Patricia Sheridan's Breakfast With ... Sally Ride


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In 1983, she rode the space shuttle Challenger into history and became the first American woman in space. Today, Sally Ride is doing her part to encourage young women to enter science and math fields through her company Sally Ride Science.

She talks about life on other planets, our own planet's predicament and that of Lisa Marie Nowak, the astronaut accused of attempted murder. Dr. Ride was in Pittsburgh recently for the United Way of Allegheny County Women's Leadership Council event.


Q: Once you were accepted into the space program, was it a goal to be the first woman in space?

A:

No, actually it wasn't. To be honest, I really didn't think about being the first woman to get to go.

Q: And you had no claustrophobic issues?

A:

(Laughing) No I didn't. Probably a good thing?

Q: Have the requirements changed much since you entered the program?

A:

They really haven't changed very much. NASA is really still looking for astronauts with test pilot backgrounds and astronauts with science and engineering backgrounds.

Q: Were you surprised by the Lisa Marie Nowak story?

A:

You know, I didn't know her. I never met her. I think it was a very tragic story. I was certainly surprised by it as were all the other astronauts by all accounts who knew her. I think this is just one of those cases where people are people and people occasionally snap.

Q: Does weightlessness have the same effect on men as women?

A:

It appears to. Each person reacts to it a little bit differently initially. A little bit different physiologically, initially, but most of those differences disappear after a day or two. Near as we can tell, men and women seem to respond pretty much the same. It seems about half the astronauts get space sick for a day or two, and half don't. I was in the lucky half.

Q: What does it feel like to come back into the Earth's gravity?

A:

It actually feels really weird. Your body has become very used to weightlessness. Your body likes weightlessness. So everything feels really heavy. Your movements are just a little sluggish until your brain gets used to it again.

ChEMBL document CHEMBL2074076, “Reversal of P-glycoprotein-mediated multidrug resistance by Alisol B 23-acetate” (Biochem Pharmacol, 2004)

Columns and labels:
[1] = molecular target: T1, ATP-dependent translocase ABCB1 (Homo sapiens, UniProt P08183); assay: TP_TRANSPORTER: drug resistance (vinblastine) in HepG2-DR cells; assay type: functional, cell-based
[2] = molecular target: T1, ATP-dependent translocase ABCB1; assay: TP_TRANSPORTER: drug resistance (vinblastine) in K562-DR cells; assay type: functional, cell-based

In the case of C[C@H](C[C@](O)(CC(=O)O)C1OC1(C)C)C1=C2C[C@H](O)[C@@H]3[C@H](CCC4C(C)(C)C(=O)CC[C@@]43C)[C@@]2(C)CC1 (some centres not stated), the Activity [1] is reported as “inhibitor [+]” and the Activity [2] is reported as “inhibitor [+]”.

Q: Did you ever do a space walk?

A:

I never did. My second space flight I was joined on the flight by Kathy Sullivan. We were the first flight with two women on board, and Kathy got the space walk on that flight and she became the first American woman to do the space walk.

Q: You've said the Earth looks very fragile from space, and you can see pollution. Is there time to reverse the damage?

A:

I think that there is still time to mitigate the effects. We know that the climate is changing and that people are responsible for it. We know that it is a problem that is only going to get worse until we make some pretty serious changes in the way that we live and the way that we work and the types of energy that we use. If we can get moving immediately, we can mitigate those changes and keep a planet that looks like the one we've gotten used to.

Q: Do UFOs exist? Have you ever seen anything you couldn't explain?

A:

No, actually I can't say that I have. And I haven't talked to any astronauts who have. I personally believe that we have not yet been visited by UFOs.

Q: What about the idea of life outside of our planet. Is that possible in your estimation?

A:

It's very possible, and I actually think it's very likely. We learned over the last 10 to 15 years that life is very, very hardy. So primitive, microscopic life, once it gets started, really grabs on. There may or may not be primitive life in our solar system. There might be on Mars. There might be on one of the moons of Jupiter. We don't know, but we also have discovered that there are lots and lots, we are talking thousands of millions, of planets out there around other stars. The odds are really good that life has started on some of those other planets.

Q: In the scientific community there are those who believe we will have to colonize other planets.

A:

I think that it's definitely likely that we will expand to develop settlements on other planets. Mars is really the only one nearby that makes much sense in the near term. But I would prefer to think that -- believe me -- it is going to be much easier to save our conditions on Earth then it is to transform Mars into something that looks even remotely like a livable Earth. Talk about environmental problems. There's no breathable air on Mars (laughing).


Patricia Sheridan can be reached at psheridan@post-gazette.com or 412-263-2613. First Published November 5, 2007 5:00 AM


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